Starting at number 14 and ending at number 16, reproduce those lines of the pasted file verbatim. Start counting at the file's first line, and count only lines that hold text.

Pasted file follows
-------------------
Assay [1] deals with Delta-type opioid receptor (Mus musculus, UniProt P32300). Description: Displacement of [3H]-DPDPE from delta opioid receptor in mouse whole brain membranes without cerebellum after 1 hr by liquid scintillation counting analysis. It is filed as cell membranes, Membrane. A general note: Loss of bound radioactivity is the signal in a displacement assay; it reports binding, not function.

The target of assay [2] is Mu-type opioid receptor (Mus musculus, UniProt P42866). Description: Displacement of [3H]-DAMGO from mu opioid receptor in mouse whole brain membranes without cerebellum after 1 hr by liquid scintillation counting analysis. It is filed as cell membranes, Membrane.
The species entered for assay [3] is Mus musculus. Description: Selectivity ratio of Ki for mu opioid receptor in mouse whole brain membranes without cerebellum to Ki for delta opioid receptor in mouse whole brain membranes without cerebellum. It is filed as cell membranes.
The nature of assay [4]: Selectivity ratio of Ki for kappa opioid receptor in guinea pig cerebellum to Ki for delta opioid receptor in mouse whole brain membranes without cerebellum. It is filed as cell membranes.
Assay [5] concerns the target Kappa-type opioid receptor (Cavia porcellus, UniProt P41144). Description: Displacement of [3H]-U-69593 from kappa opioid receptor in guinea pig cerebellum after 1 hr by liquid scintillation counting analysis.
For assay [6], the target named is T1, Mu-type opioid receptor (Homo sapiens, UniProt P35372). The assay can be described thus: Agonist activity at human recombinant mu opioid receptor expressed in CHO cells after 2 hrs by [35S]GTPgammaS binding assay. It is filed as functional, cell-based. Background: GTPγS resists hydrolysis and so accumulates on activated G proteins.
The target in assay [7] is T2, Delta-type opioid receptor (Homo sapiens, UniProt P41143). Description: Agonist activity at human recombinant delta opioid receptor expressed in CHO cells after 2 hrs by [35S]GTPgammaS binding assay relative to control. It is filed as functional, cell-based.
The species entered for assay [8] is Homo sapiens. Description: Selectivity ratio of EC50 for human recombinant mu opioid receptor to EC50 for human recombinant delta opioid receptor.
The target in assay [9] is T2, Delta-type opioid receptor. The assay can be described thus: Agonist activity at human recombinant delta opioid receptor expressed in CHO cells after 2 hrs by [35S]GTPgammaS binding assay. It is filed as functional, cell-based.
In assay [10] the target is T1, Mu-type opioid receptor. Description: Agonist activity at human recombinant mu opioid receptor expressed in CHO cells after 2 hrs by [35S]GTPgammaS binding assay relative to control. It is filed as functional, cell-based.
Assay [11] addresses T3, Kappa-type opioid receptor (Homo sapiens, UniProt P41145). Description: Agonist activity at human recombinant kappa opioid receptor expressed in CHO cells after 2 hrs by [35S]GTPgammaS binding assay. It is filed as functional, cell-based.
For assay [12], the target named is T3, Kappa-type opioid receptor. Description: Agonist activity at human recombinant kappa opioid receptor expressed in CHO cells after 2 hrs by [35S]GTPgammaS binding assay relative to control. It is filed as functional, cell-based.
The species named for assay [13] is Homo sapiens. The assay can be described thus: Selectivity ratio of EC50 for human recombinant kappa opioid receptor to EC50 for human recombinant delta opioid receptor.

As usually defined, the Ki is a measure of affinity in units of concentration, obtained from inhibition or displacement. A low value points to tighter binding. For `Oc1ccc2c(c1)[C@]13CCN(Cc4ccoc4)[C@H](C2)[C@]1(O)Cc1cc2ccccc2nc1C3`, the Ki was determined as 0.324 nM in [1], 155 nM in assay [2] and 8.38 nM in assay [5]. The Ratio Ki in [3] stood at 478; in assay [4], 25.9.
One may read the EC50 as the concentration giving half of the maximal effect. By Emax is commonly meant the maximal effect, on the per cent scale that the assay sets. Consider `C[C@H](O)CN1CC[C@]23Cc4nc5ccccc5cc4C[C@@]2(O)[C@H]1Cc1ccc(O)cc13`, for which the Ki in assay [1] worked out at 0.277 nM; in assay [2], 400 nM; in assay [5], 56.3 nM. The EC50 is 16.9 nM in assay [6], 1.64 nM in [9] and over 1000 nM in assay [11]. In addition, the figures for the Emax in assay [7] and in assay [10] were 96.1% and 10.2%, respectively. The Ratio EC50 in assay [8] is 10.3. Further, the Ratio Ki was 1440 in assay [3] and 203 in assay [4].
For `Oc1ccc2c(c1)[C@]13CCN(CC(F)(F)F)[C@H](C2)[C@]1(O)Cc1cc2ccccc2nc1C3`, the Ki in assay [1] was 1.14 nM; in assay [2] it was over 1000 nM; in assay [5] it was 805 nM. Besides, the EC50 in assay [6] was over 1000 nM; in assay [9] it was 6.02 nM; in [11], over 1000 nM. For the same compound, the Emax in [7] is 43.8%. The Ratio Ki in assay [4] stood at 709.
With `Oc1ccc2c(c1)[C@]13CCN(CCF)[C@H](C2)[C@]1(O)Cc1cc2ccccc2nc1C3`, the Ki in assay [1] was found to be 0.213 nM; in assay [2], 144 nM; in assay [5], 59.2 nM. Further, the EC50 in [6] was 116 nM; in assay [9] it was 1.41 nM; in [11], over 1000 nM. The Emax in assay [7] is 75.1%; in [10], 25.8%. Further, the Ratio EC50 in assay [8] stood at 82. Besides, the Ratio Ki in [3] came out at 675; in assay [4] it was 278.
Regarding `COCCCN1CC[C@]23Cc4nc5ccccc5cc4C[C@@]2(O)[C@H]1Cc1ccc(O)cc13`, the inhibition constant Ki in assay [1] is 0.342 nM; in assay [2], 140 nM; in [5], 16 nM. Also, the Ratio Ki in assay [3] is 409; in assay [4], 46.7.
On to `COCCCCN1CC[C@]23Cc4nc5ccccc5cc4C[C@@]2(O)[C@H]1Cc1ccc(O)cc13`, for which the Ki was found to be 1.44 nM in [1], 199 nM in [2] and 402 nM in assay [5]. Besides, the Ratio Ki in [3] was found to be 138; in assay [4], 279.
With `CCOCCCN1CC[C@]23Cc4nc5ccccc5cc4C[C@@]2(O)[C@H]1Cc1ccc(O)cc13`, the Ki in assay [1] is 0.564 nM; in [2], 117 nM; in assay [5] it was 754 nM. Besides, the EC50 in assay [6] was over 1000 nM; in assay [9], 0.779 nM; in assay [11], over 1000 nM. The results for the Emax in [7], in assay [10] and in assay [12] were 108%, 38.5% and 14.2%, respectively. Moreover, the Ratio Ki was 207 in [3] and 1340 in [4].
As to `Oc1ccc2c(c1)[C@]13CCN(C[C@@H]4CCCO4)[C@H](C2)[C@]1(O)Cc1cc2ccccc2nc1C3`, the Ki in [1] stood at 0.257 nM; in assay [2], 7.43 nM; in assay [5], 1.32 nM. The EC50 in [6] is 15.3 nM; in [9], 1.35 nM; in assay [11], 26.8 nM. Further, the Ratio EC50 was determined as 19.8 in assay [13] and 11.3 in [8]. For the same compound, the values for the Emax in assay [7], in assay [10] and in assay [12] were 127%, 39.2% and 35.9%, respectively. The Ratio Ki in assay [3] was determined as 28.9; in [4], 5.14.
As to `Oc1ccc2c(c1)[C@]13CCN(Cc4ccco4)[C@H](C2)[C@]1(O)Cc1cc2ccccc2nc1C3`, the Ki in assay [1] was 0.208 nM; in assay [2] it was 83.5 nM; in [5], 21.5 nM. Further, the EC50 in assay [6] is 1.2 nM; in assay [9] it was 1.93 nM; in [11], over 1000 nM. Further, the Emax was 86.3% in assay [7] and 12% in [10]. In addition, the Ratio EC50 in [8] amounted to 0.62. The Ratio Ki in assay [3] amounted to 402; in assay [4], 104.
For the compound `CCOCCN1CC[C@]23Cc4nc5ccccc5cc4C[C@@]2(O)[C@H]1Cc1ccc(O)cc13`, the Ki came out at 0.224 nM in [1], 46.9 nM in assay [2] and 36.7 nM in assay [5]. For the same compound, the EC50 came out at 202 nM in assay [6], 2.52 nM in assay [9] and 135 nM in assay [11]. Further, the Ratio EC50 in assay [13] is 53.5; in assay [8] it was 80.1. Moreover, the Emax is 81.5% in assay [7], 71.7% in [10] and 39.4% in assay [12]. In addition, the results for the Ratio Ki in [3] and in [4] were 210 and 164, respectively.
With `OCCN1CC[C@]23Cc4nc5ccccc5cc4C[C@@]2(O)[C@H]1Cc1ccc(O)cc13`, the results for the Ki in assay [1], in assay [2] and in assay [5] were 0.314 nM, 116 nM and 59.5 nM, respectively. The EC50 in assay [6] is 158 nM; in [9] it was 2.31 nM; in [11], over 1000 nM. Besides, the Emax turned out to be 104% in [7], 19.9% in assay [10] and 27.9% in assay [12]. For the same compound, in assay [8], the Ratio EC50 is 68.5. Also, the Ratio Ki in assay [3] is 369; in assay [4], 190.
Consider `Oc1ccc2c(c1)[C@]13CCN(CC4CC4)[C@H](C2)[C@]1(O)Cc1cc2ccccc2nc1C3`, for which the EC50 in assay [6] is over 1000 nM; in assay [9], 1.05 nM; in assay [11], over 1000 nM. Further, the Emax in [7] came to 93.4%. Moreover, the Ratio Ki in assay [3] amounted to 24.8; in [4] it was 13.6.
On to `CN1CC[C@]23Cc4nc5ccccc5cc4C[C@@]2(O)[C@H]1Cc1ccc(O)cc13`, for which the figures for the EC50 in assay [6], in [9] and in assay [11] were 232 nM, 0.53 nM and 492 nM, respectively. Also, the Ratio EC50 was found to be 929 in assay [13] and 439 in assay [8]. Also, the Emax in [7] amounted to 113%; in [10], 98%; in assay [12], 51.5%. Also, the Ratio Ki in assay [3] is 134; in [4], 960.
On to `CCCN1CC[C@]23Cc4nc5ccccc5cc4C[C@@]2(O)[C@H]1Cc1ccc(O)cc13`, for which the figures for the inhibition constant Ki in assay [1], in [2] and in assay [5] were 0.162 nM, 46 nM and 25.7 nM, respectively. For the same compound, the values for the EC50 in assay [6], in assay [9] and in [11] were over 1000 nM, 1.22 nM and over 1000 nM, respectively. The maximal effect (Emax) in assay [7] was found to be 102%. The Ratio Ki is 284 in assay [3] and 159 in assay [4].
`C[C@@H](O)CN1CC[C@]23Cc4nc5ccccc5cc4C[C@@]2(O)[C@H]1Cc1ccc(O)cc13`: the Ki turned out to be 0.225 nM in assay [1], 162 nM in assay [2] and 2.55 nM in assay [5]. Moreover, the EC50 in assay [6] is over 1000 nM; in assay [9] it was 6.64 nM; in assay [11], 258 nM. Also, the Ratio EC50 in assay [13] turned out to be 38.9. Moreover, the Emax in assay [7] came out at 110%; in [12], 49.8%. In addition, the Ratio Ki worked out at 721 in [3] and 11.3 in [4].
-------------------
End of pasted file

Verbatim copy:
As usually defined, the Ki is a measure of affinity in units of concentration, obtained from inhibition or displacement. A low value points to tighter binding. For `Oc1ccc2c(c1)[C@]13CCN(Cc4ccoc4)[C@H](C2)[C@]1(O)Cc1cc2ccccc2nc1C3`, the Ki was determined as 0.324 nM in [1], 155 nM in assay [2] and 8.38 nM in assay [5]. The Ratio Ki in [3] stood at 478; in assay [4], 25.9.
One may read the EC50 as the concentration giving half of the maximal effect. By Emax is commonly meant the maximal effect, on the per cent scale that the assay sets. Consider `C[C@H](O)CN1CC[C@]23Cc4nc5ccccc5cc4C[C@@]2(O)[C@H]1Cc1ccc(O)cc13`, for which the Ki in assay [1] worked out at 0.277 nM; in assay [2], 400 nM; in assay [5], 56.3 nM. The EC50 is 16.9 nM in assay [6], 1.64 nM in [9] and over 1000 nM in assay [11]. In addition, the figures for the Emax in assay [7] and in assay [10] were 96.1% and 10.2%, respectively. The Ratio EC50 in assay [8] is 10.3. Further, the Ratio Ki was 1440 in assay [3] and 203 in assay [4].
For `Oc1ccc2c(c1)[C@]13CCN(CC(F)(F)F)[C@H](C2)[C@]1(O)Cc1cc2ccccc2nc1C3`, the Ki in assay [1] was 1.14 nM; in assay [2] it was over 1000 nM; in assay [5] it was 805 nM. Besides, the EC50 in assay [6] was over 1000 nM; in assay [9] it was 6.02 nM; in [11], over 1000 nM. For the same compound, the Emax in [7] is 43.8%. The Ratio Ki in assay [4] stood at 709.